My worry is what happens with CGT further down the line.
    I presume Mum's 50% transferred to Dad in 2018? - in which case it would be the full value of the property
  • NorthYorkieNorthYorkie Forumite
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    Only his 50% share.  When the property is sold you and your siblings will have a capital gain on the excess of sale price (less costs of sale) over the sum of a) market value of a 50% holding at the date of your mother's death and b) the market value of a 50% holding at the date of your father's death. It could well be that there is little or no tax to pay due to the availability of the annual exemptions for each sibling and the growth in value since 2018.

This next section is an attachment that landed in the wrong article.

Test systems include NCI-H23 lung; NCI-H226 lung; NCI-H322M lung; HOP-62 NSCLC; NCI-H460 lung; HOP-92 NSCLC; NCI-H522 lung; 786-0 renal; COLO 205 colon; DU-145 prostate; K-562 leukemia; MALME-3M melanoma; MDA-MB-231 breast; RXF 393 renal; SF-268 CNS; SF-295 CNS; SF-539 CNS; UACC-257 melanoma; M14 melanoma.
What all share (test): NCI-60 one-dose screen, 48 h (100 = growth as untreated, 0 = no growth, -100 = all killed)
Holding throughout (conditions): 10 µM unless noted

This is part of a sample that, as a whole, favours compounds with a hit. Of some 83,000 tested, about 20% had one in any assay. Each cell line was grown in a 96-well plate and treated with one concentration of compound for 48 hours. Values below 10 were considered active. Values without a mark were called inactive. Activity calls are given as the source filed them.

• edited 19 May at 2:34PM
    shiraz99shiraz99 Forumite
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    edited 19 May at 2:34PM
    Only his 50% share.  When the property is sold you and your siblings will have a capital gain on the excess of sale price (less costs of sale) over the sum of a) market value of a 50% holding at the date of your mother's death and b) the market value of a 50% holding at the date of your father's death. It could well be that there is little or no tax to pay due to the availability of the annual exemptions for each sibling and the growth in value since 2018.
    How does this work in reality given that we have no record of the value of the house at the time of my mum's death?

    Although, I'm sure you're right, the house value would've had to increase substantially in the past 4 years to outpace 3 unused, annual CGT exemptions in that period. 
  • greyteam1959greyteam1959 Forumite
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    Surely the property should have been valued when you mum died.
    Along with the household contents.